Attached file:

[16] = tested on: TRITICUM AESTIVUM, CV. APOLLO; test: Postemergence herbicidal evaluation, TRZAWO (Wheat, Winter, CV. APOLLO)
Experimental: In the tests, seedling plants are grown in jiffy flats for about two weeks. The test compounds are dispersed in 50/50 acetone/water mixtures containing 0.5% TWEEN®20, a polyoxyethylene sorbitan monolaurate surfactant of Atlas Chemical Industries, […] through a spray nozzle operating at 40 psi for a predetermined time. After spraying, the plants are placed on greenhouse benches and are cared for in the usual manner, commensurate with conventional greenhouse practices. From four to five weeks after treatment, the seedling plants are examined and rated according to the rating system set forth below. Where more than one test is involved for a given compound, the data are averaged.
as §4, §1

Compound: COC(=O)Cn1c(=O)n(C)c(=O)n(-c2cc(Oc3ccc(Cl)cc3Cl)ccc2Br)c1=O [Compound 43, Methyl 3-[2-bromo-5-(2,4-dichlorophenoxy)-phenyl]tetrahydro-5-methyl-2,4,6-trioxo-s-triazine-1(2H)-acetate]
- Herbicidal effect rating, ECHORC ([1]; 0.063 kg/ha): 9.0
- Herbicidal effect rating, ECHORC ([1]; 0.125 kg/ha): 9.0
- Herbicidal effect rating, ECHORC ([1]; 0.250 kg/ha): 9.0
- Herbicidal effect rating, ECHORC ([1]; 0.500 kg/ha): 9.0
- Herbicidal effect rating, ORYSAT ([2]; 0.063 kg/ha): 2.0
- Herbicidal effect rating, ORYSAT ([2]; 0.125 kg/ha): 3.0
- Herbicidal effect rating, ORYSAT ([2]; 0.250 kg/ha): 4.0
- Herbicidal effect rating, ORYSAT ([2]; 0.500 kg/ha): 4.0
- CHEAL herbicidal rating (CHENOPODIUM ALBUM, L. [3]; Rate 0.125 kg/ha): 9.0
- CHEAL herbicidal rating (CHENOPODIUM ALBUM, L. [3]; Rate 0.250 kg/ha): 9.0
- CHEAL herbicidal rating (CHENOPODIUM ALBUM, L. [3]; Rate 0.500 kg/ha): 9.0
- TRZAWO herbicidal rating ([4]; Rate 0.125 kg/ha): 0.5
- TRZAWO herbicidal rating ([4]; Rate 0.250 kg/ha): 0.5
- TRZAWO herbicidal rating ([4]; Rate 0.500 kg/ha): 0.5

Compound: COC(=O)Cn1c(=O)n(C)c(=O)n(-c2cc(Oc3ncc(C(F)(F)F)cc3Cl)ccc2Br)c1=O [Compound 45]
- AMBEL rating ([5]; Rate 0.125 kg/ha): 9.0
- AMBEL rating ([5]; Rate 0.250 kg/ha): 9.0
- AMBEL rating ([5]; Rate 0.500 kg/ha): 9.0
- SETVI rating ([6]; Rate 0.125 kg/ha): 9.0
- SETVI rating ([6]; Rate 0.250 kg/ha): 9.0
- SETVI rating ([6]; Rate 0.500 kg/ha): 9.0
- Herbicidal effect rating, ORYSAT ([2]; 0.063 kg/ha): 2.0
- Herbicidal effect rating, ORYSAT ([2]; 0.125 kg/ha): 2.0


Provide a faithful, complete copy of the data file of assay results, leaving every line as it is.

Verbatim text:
[16] = tested on: TRITICUM AESTIVUM, CV. APOLLO; test: Postemergence herbicidal evaluation, TRZAWO (Wheat, Winter, CV. APOLLO)
Experimental: In the tests, seedling plants are grown in jiffy flats for about two weeks. The test compounds are dispersed in 50/50 acetone/water mixtures containing 0.5% TWEEN®20, a polyoxyethylene sorbitan monolaurate surfactant of Atlas Chemical Industries, […] through a spray nozzle operating at 40 psi for a predetermined time. After spraying, the plants are placed on greenhouse benches and are cared for in the usual manner, commensurate with conventional greenhouse practices. From four to five weeks after treatment, the seedling plants are examined and rated according to the rating system set forth below. Where more than one test is involved for a given compound, the data are averaged.
as §4, §1

Compound: COC(=O)Cn1c(=O)n(C)c(=O)n(-c2cc(Oc3ccc(Cl)cc3Cl)ccc2Br)c1=O [Compound 43, Methyl 3-[2-bromo-5-(2,4-dichlorophenoxy)-phenyl]tetrahydro-5-methyl-2,4,6-trioxo-s-triazine-1(2H)-acetate]
- Herbicidal effect rating, ECHORC ([1]; 0.063 kg/ha): 9.0
- Herbicidal effect rating, ECHORC ([1]; 0.125 kg/ha): 9.0
- Herbicidal effect rating, ECHORC ([1]; 0.250 kg/ha): 9.0
- Herbicidal effect rating, ECHORC ([1]; 0.500 kg/ha): 9.0
- Herbicidal effect rating, ORYSAT ([2]; 0.063 kg/ha): 2.0
- Herbicidal effect rating, ORYSAT ([2]; 0.125 kg/ha): 3.0
- Herbicidal effect rating, ORYSAT ([2]; 0.250 kg/ha): 4.0
- Herbicidal effect rating, ORYSAT ([2]; 0.500 kg/ha): 4.0
- CHEAL herbicidal rating (CHENOPODIUM ALBUM, L. [3]; Rate 0.125 kg/ha): 9.0
- CHEAL herbicidal rating (CHENOPODIUM ALBUM, L. [3]; Rate 0.250 kg/ha): 9.0
- CHEAL herbicidal rating (CHENOPODIUM ALBUM, L. [3]; Rate 0.500 kg/ha): 9.0
- TRZAWO herbicidal rating ([4]; Rate 0.125 kg/ha): 0.5
- TRZAWO herbicidal rating ([4]; Rate 0.250 kg/ha): 0.5
- TRZAWO herbicidal rating ([4]; Rate 0.500 kg/ha): 0.5

Compound: COC(=O)Cn1c(=O)n(C)c(=O)n(-c2cc(Oc3ncc(C(F)(F)F)cc3Cl)ccc2Br)c1=O [Compound 45]
- AMBEL rating ([5]; Rate 0.125 kg/ha): 9.0
- AMBEL rating ([5]; Rate 0.250 kg/ha): 9.0
- AMBEL rating ([5]; Rate 0.500 kg/ha): 9.0
- SETVI rating ([6]; Rate 0.125 kg/ha): 9.0
- SETVI rating ([6]; Rate 0.250 kg/ha): 9.0
- SETVI rating ([6]; Rate 0.500 kg/ha): 9.0
- Herbicidal effect rating, ORYSAT ([2]; 0.063 kg/ha): 2.0
- Herbicidal effect rating, ORYSAT ([2]; 0.125 kg/ha): 2.0